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Cancer patients gear up for Relay for Life with Monkey Business

Cancer patients gear up for Relay for Life with Monkey Business

Kids in Monkey Business, an eight-week class for the children of Emanuel Cancer Center patients, performed at a survivors' reception at Emanuel Cancer Center. The event, called "Take Two," was the ...


POSTED March 25, 2011 9:54 p.m.

 Local cancer survivors and their supporters are gearing up for Relay for Life. Emanuel Cancer Center kicked off Turlock’s Relay for Life 2011 with “Take Two,” a survivor reception and a special concert by their Monkey Business children’s group.

Monkey Business is an Emanuel Medical Center support group for children of patients at the Emanuel Cancer Center. It gives children a place to meet other kids who are dealing with a parent’s cancer treatment in a fun and supportive atmosphere. Monkey Business kids play games, do crafts and hang out with other kids.

“It really helps them deal with the idea of cancer and what is happening in their family. It’s very successful because parents will do anything for their kids,” said Amy Richardson, concierge at Emanuel Cancer Center.

Richardson said many cancer patients will not come to support groups, but they will bring their kids to Monkey Business. While the kids are playing and making crafts, the parents are in another room. The experience can be therapeutic for patients as well as their children.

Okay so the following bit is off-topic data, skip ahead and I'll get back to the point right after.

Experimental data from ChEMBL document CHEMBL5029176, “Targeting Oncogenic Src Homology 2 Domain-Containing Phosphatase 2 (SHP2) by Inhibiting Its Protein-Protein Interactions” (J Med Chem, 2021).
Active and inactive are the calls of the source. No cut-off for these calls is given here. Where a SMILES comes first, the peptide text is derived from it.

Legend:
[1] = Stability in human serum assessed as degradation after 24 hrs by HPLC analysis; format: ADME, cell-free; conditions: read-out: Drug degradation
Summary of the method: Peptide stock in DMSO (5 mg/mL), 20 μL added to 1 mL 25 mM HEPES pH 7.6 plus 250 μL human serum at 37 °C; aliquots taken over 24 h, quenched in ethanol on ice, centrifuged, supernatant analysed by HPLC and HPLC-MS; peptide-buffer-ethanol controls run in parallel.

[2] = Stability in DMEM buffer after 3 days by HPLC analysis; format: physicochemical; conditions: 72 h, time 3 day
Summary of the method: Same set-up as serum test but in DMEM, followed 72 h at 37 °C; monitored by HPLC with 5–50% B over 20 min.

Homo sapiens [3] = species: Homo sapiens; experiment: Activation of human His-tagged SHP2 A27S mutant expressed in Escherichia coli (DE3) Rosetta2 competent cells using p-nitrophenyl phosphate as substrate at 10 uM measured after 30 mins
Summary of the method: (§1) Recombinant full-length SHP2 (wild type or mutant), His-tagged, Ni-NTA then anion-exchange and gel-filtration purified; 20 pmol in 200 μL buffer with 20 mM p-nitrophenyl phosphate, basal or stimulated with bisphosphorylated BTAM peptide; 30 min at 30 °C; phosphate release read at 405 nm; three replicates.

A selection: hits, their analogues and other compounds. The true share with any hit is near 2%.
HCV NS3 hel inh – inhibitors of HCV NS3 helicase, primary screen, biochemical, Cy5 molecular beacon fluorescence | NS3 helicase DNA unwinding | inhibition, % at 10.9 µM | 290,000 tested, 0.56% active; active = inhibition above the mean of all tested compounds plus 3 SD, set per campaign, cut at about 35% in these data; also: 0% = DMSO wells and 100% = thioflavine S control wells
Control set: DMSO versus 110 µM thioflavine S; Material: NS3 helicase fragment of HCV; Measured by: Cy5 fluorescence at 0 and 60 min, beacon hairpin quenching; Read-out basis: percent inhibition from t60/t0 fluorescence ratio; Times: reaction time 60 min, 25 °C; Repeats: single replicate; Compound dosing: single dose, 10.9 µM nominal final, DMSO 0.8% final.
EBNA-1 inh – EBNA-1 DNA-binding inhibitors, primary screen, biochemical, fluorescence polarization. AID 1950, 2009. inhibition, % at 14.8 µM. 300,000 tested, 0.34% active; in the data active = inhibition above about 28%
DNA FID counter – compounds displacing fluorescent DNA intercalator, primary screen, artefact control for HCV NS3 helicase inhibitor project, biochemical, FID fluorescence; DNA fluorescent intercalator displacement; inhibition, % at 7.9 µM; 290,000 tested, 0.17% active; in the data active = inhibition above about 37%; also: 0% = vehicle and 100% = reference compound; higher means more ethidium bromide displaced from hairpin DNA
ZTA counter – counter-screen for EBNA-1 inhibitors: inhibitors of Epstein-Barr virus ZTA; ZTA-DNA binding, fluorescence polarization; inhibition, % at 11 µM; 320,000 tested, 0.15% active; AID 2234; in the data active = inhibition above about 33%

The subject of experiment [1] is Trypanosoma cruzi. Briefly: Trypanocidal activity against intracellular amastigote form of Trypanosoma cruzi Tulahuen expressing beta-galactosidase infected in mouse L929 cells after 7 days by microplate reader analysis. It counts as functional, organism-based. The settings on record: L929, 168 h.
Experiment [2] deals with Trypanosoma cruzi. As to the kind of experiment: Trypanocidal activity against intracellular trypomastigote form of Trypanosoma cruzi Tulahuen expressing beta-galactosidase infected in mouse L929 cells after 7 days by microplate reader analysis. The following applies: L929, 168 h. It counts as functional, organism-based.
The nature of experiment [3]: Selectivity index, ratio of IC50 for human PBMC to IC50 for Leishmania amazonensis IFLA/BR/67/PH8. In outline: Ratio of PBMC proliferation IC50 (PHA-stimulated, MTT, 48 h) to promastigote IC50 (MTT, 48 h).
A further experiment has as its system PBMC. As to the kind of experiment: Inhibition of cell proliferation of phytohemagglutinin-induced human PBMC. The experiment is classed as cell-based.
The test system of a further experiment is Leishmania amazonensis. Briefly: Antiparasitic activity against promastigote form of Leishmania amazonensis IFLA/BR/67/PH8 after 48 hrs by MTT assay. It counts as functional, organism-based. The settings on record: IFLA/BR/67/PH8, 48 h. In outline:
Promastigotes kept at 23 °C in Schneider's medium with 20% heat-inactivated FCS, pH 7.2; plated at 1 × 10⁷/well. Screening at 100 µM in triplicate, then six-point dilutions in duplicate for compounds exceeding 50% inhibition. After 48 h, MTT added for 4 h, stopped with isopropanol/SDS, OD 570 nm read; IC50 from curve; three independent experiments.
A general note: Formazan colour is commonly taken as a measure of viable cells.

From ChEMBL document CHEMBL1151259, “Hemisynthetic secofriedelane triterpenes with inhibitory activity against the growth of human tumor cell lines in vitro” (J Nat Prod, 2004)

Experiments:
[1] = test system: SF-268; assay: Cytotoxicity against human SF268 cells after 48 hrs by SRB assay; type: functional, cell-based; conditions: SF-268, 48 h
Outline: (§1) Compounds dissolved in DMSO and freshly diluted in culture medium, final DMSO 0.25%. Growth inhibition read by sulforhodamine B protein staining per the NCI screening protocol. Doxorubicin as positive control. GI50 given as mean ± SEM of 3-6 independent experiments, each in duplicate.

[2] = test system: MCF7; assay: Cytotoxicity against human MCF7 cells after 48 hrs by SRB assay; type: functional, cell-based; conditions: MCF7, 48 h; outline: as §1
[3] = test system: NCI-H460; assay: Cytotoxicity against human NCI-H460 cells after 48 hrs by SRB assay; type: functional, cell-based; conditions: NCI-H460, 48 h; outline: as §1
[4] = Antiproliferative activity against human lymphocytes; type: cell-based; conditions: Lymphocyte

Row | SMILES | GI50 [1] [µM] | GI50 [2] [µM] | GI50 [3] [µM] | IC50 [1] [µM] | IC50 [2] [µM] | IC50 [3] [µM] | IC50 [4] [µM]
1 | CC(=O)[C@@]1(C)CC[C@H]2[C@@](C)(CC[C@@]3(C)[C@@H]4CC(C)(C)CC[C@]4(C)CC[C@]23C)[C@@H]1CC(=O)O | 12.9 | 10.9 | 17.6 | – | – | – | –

Linda Long attended the Relay for Life premier event to watch her three grandchildren perform with the Monkey Business troop. The kids’ father was diagnosed with cancer over a year ago, and Long said Monkey Business has made a big impact on her family.

“We couldn’t even say the word when we first came here (Emanuel Cancer Center). By the time we left it was okay to talk about cancer. From that day on it was normal for us. The kids felt like life would go on,” Long said.

Long’s grandkids, ages six, 10 and 14, especially enjoyed the “spitball game.” They wetted paper and shot them spit-ball style at targets with words like “angry” and “sad.” It gave them a way to fight back against the emotions they were dealing with on a daily basis.

“The difference (Monkey Business) has made in our family is unbelievable,” Long said.

Richardson said over 50 kids have gone through the Monkey Business eight-week class. Every former Monkey Business participant is invited to Monkey Business reunions, where they can catch up with friends.

 Monkey Business will be performing at Turlock’s Relay for Life on April 16. The event is a 24-hour walk around the Dutcher Middle School track. Teams will raise funds for the American Cancer Society and the fight against cancer. Teams will have on-site fundraisers as well as cancer survivor gear and relay memorabilia for sale. “Take Two” was the official kick-off of Relay for Life Turlock, and there are many upcoming team fundraisers listed at the Turlock Relay for Life Web site, acsevents.org.

To contact Andrea Goodwin e-mail agoodwin@turlockjournal.com or call 634-9141 ext. 2003.

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